As for their chums the "good talibans": those boys waited out the Red Army and you can bet their default assumption is they'll do it again with Uncle Sam. It's not the electorally useful desire to draw down in 2011 or even exit in 2017 that will encourage them so much as any sign of the lack of an enduring and serious commitment. Let's face it that started to fade the moment we cakewalked to Baghdad.
  4. So the right-wing Telegraph prints an article by even more right-wing Nile Gardiner praising an article by neo-Con Charles Krauthammer.

    Hold the Front Page!

    Sorry whet. Should have read yours first!

  5. Oh right, we'd better only discuss news articles from entirely objective sources who have absolutely no personal political viewpoint whatsoever.

    That'll leave a pretty empty current affairs forum.
  6. We are discussing it aren't we? Whet an I are pointing out that it has less than zero credibility when two Faux News commentators publish an article in a rightist paper attacking a speech by a centrist.

    You'd be better off here:

    President Obama channels George W. Bush in his speech announcing the deployment of an additional 30,000 troops to Afghanistan.
  7. It's not just The Right Wing websites that are not too happy.

  8. I think it does deserve a thread - Skynet is simply producing a point of view article that inevitably leads to very interesting debate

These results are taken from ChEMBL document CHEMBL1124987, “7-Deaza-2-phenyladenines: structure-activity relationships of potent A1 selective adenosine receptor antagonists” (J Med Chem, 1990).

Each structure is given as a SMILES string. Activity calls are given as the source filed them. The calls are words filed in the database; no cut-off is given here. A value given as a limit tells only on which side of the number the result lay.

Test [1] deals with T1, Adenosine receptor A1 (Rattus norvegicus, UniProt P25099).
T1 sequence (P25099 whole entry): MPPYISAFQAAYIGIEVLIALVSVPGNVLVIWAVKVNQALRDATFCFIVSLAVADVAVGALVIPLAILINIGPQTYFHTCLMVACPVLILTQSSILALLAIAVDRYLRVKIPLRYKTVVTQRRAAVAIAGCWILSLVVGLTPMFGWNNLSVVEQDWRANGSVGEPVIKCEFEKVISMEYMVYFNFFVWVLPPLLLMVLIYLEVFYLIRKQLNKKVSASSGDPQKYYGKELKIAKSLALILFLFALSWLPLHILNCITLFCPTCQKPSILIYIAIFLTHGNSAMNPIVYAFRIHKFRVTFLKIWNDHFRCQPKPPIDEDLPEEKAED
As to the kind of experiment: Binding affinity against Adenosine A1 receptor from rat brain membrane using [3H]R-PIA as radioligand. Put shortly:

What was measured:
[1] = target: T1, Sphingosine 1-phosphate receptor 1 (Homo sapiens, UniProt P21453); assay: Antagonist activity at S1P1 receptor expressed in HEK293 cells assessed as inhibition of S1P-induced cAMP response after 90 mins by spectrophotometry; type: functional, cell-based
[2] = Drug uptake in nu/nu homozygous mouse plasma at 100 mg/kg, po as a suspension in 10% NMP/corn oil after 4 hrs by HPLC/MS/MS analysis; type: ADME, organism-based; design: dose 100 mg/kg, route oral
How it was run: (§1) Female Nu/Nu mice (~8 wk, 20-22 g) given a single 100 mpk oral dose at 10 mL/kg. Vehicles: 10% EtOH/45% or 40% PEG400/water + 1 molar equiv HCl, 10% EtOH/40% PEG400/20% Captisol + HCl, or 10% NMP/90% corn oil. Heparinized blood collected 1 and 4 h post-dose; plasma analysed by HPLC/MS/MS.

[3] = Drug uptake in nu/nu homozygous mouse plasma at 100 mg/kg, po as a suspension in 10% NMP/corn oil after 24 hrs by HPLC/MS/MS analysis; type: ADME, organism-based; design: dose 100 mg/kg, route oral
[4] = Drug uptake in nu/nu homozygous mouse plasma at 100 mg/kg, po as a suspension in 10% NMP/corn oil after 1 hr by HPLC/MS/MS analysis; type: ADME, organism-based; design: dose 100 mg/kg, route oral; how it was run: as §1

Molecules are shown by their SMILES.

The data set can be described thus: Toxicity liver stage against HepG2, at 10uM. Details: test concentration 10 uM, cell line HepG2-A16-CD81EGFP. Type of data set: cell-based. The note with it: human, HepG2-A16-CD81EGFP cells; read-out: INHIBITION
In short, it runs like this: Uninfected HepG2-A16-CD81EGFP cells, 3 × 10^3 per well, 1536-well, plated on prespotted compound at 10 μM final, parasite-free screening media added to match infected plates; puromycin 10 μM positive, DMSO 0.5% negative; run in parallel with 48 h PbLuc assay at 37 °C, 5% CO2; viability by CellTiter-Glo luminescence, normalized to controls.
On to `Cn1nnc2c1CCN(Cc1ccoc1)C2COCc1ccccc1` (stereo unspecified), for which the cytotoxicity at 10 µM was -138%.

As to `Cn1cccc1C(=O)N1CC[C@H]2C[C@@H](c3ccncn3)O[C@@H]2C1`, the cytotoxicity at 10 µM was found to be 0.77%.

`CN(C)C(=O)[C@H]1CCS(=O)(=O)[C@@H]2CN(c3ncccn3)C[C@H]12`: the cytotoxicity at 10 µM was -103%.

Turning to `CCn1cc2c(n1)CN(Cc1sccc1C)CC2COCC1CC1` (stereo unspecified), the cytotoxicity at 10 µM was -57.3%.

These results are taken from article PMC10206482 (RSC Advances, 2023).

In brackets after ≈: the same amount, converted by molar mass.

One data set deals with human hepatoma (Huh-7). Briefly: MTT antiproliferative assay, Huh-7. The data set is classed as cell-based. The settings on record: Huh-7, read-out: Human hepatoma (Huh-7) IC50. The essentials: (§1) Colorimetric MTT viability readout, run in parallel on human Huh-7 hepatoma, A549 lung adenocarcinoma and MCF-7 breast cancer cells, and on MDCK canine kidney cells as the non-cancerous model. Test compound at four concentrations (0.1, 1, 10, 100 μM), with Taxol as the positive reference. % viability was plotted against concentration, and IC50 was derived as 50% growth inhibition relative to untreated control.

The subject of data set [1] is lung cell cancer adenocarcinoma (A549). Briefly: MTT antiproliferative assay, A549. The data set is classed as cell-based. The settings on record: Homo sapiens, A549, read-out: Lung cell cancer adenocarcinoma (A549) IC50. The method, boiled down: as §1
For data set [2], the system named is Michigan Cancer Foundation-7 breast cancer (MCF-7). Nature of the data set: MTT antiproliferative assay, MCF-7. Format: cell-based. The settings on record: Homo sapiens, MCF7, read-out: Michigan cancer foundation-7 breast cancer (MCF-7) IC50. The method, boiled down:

9. There you go. You can either quote an article in a right-wing newspaper written by a right-wing Faux news contributor extolling the virtues of a diatribe by a neo-Con, or you can watch Jon Stewart, or even read the Daily Kos. None of them are particularly happy with the speech - but for completely different reasons.

    Krauthammer, BTW, is a nut.
  10. Seconded, along with other non-serving chickenhawk commentators
    like Mark Stein who have been consistently wrong over these last eight years.

    It does not matter what Obama decided he would still be criticised.
    Funny how those who neglected Afghanistan for their other dire diversion are always overlooked when blame is apportioned.
  11. Can you expand on your comment. I take it you are commenting about George Bush, and his strategy on Afghanistan after 11/9.
    What would you have done different?
  12. Krauthammer an idiot Alib? I think not. Obama a centrist? Who's the idiot?
  13. Obama would love to have a situation where the only sides he has to balance is the left and right wings of the United States. The left are a long way from defecting and will catch themselves on as soon as they figure out that their ideas about who Obama was were radically different from what he actually presented himself as in the campaign.